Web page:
Friday Q & A: The Slack Channels We Use, How We Do Research For Content Marketing and What Interview Questions We Ask Remote Workers

Friday Q & A: How We Do Research For Content Marketing
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Every Friday, we’re answering your questions about business, startups, customer success and more.

Happy Friday!

In our new Groove Friday Q & A segment, we’re answering any questions that you have about, well, anything.

A huge thank you to Greg Hickman, Jarratt Isted and Christopher Gimmer for this week’s questions.

Check out this week’s answers below, and jump in with your own thoughts in the comments!

What Slack Channels Have You Guys Created?

Friday Q & A

This has been an evolving list for us. My instinctive reaction is to not let a channel get cluttered with discussion would be better elsewhere, but it’s also far too easy to end up with channel creep. Here’s where we stand today:

  • #groove: Our “HQ” on Slack. This is where the team does our daily standups, and where “general” work-related discussion happens.
  • #customer-support: We’re (obviously) using the Groove/Slack integration, so this channel is the Groove firehose where all messages can be seen. It’s really helpful to get pinged on Slack when you’re mentioned in a Groove ticket.
  • #content: This is where we discuss and plan upcoming content across all of our blogs, and post new articles that get published (both our Groove posts and guest content elsewhere).
  • #lil-bit-of-awesome: Here, we share good news about Groove; positive emails from customers, press and blog mentions, metric milestones and more. Importantly, it’s also where people can give their teammates shout-outs for jobs well done.
  • #marketing-site: Our website is an always-on project, and all discussion about it, from copy to design to testing, happens here.
  • #production: Every time anything gets pushed to our production server, our developers post it in here. This keeps the whole team aware of what’s going on with the app.
  • #water-cooler: Quite literally our virtual water cooler. On any given day, you might find photos of pets sitting on keyboards, links from the weirdest corners of the internet or commiseration about whose kids kept them awake longest the night before.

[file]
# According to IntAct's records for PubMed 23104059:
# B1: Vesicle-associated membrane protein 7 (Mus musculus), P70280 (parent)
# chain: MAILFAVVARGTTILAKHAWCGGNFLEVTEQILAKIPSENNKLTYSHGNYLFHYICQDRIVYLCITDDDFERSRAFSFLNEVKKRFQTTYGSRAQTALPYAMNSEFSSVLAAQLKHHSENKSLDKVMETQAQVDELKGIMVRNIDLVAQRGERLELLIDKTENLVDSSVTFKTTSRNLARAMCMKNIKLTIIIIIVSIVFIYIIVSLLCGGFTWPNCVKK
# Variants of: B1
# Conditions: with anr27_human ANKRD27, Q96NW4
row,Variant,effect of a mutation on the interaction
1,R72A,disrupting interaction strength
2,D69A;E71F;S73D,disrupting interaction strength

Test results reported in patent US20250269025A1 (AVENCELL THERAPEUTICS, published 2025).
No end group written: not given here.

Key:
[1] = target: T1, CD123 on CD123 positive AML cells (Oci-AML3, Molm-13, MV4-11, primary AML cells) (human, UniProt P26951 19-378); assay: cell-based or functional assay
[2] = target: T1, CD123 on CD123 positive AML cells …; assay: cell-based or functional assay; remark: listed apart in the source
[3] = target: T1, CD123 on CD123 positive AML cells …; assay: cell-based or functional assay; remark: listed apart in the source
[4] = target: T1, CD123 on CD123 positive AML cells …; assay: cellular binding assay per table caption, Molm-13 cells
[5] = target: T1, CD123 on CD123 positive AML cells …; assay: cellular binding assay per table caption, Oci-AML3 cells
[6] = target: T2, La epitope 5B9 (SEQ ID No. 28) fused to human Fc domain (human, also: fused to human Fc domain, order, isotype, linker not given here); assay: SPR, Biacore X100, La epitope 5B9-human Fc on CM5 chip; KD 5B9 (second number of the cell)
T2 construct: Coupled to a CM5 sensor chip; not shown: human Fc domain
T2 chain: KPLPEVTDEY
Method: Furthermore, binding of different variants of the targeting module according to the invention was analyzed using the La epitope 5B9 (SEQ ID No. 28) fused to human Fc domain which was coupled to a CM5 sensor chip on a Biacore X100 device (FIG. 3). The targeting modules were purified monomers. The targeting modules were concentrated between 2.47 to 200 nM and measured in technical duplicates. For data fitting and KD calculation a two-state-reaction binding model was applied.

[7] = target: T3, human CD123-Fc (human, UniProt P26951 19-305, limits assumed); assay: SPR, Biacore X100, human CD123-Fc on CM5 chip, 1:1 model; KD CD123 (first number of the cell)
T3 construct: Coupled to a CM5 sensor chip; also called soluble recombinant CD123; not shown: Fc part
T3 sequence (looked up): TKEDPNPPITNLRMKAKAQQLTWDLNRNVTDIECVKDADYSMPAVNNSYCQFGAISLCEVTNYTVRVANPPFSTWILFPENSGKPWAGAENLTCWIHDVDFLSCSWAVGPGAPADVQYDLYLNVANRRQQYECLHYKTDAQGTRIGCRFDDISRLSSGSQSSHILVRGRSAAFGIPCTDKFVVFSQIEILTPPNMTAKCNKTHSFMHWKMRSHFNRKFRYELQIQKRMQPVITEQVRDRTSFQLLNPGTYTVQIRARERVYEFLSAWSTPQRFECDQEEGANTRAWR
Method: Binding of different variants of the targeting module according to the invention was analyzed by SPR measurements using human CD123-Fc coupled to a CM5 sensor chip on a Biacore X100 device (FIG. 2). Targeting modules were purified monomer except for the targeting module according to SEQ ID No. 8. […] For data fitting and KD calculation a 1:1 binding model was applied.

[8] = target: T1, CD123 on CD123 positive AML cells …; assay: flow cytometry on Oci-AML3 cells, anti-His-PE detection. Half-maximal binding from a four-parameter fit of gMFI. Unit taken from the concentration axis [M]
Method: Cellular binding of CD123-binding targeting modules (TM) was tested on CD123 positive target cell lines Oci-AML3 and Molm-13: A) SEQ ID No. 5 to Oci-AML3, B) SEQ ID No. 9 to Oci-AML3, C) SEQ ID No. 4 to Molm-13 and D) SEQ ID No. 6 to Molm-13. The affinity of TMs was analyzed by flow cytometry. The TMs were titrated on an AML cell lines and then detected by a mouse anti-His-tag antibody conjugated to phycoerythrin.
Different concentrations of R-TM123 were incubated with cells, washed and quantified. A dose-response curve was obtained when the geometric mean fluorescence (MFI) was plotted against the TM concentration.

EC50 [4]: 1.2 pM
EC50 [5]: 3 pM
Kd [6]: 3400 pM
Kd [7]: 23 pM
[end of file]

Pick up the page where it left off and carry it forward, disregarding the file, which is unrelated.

• #dev: This is mainly a channel for dev-related integrations like Pager Duty, Bugsnag, CircleCI and others. It’s also where our dev team chats when they need to discuss something across the entire team.
  • #staging: This is where updates and changes are posted before they’re pushed to production. We also have Pivotal Tracker integrated into this channel to keep us on top of who’s building what.

I’d certainly be curious to hear how others split up their channels in the comments.

How Do You Do Research for Your Content?

There are two types of research we do for our content:

  1. Research to better understand what readers are interested in learning about or solving. This is important because it helps us make our content more useful.
  2. Research to have corroborating data that makes our posts richer and more effective. This is important because it helps us get more people to take action from our content (e.g., you may believe me when I say something, but you’ll believe me a lot more if I have peer-reviewed research to back it up).

For the first kind of research, we use a combination of:

  • Parsing our blog comments, emails and Tweets for questions
  • Keyword research using Keyword Planner and Keyword Tool
  • Reading other blogs that have covered the issue (and especially the comments)

For the second, we use:

  • Books
  • Statista
  • Google (as well as Google Scholar and Google Books)

Much of the research for a given post is done well before we start writing it. That’s because of our Trello system for filing away anything we find that might be useful for future content.

What Interview Questions Should You Ask Remote Workers to Gauge Their “Remote Skills”?

Friday Q & A

I’ve said this many times before: a good worker isn’t necessarily a good remote worker. That’s because working remotely is a skill just like any other. It’s why we prefer to hire people who have successfully worked remotely in the past, or who have run their own businesses.

And while I’m not sure there’s a foolproof method, there are two questions that I’ve found very valuable in helping gauge whether a candidate will be an effective remote employee:

  • Tell me about how you like to work. Here, I’m listening for a thoughtful, deliberate workflow. Does the person have a dedicated space to work from? Do they take regular breaks? Are they methodical about communication and choosing what to work on next?
  • Why does working remotely appeal to you? Some people want more time with their family, while others are simply more productive at home. Both are perfectly valid reasons. Hating being around people or being averse to being managed, however, are not (at least not for the way we work).

Between these two questions – provided that the candidate answers them thoroughly and honestly – I feel confident that I can get a good enough sense of how effective someone will be at working remotely.

Alex Turnbull
Alex Turnbull Alex is the CEO & Founder of Groove. He loves to help other entrepreneurs build startups by sharing his own experiences from the trenches.